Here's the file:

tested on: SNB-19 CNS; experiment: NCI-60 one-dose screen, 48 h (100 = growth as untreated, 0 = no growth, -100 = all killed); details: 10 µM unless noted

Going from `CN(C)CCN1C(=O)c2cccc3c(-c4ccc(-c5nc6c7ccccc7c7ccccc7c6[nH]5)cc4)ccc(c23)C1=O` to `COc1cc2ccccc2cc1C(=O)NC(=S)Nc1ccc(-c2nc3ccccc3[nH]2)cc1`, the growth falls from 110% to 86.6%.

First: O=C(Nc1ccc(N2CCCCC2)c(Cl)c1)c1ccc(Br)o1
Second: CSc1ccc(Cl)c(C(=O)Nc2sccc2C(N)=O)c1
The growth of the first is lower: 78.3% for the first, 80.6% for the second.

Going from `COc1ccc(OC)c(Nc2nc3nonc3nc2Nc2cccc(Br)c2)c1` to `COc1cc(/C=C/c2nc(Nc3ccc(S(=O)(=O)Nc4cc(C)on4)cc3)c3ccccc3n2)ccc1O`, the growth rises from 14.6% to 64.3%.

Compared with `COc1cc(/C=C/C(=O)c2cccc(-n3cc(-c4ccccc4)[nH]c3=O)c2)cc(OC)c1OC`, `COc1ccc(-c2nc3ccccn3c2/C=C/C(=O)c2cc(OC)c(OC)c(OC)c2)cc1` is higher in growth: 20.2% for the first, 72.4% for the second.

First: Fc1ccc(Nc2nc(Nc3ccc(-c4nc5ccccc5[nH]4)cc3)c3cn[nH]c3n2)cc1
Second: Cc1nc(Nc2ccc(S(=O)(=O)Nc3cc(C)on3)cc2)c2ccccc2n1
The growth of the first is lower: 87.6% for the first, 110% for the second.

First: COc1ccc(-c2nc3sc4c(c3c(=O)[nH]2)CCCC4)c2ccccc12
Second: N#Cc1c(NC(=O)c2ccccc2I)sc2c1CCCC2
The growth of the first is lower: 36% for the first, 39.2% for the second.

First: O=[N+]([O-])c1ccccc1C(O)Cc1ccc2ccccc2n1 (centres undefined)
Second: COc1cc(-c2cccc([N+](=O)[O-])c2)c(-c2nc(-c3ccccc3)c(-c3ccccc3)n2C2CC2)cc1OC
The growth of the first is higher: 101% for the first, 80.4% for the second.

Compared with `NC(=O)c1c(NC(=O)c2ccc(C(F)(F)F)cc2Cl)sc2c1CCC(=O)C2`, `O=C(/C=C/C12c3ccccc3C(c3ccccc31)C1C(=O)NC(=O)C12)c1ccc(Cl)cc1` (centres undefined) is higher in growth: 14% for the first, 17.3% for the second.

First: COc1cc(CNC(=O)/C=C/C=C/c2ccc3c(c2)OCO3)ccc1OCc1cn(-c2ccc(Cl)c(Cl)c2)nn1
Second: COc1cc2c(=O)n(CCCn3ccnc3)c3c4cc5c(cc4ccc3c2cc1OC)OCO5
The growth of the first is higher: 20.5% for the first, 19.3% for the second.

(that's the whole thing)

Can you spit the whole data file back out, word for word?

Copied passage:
tested on: SNB-19 CNS; experiment: NCI-60 one-dose screen, 48 h (100 = growth as untreated, 0 = no growth, -100 = all killed); details: 10 µM unless noted

Going from `CN(C)CCN1C(=O)c2cccc3c(-c4ccc(-c5nc6c7ccccc7c7ccccc7c6[nH]5)cc4)ccc(c23)C1=O` to `COc1cc2ccccc2cc1C(=O)NC(=S)Nc1ccc(-c2nc3ccccc3[nH]2)cc1`, the growth falls from 110% to 86.6%.

First: O=C(Nc1ccc(N2CCCCC2)c(Cl)c1)c1ccc(Br)o1
Second: CSc1ccc(Cl)c(C(=O)Nc2sccc2C(N)=O)c1
The growth of the first is lower: 78.3% for the first, 80.6% for the second.

Going from `COc1ccc(OC)c(Nc2nc3nonc3nc2Nc2cccc(Br)c2)c1` to `COc1cc(/C=C/c2nc(Nc3ccc(S(=O)(=O)Nc4cc(C)on4)cc3)c3ccccc3n2)ccc1O`, the growth rises from 14.6% to 64.3%.

Compared with `COc1cc(/C=C/C(=O)c2cccc(-n3cc(-c4ccccc4)[nH]c3=O)c2)cc(OC)c1OC`, `COc1ccc(-c2nc3ccccn3c2/C=C/C(=O)c2cc(OC)c(OC)c(OC)c2)cc1` is higher in growth: 20.2% for the first, 72.4% for the second.

First: Fc1ccc(Nc2nc(Nc3ccc(-c4nc5ccccc5[nH]4)cc3)c3cn[nH]c3n2)cc1
Second: Cc1nc(Nc2ccc(S(=O)(=O)Nc3cc(C)on3)cc2)c2ccccc2n1
The growth of the first is lower: 87.6% for the first, 110% for the second.

First: COc1ccc(-c2nc3sc4c(c3c(=O)[nH]2)CCCC4)c2ccccc12
Second: N#Cc1c(NC(=O)c2ccccc2I)sc2c1CCCC2
The growth of the first is lower: 36% for the first, 39.2% for the second.

First: O=[N+]([O-])c1ccccc1C(O)Cc1ccc2ccccc2n1 (centres undefined)
Second: COc1cc(-c2cccc([N+](=O)[O-])c2)c(-c2nc(-c3ccccc3)c(-c3ccccc3)n2C2CC2)cc1OC
The growth of the first is higher: 101% for the first, 80.4% for the second.

Compared with `NC(=O)c1c(NC(=O)c2ccc(C(F)(F)F)cc2Cl)sc2c1CCC(=O)C2`, `O=C(/C=C/C12c3ccccc3C(c3ccccc31)C1C(=O)NC(=O)C12)c1ccc(Cl)cc1` (centres undefined) is higher in growth: 14% for the first, 17.3% for the second.

First: COc1cc(CNC(=O)/C=C/C=C/c2ccc3c(c2)OCO3)ccc1OCc1cn(-c2ccc(Cl)c(Cl)c2)nn1
Second: COc1cc2c(=O)n(CCCn3ccnc3)c3c4cc5c(cc4ccc3c2cc1OC)OCO5
The growth of the first is higher: 20.5% for the first, 19.3% for the second.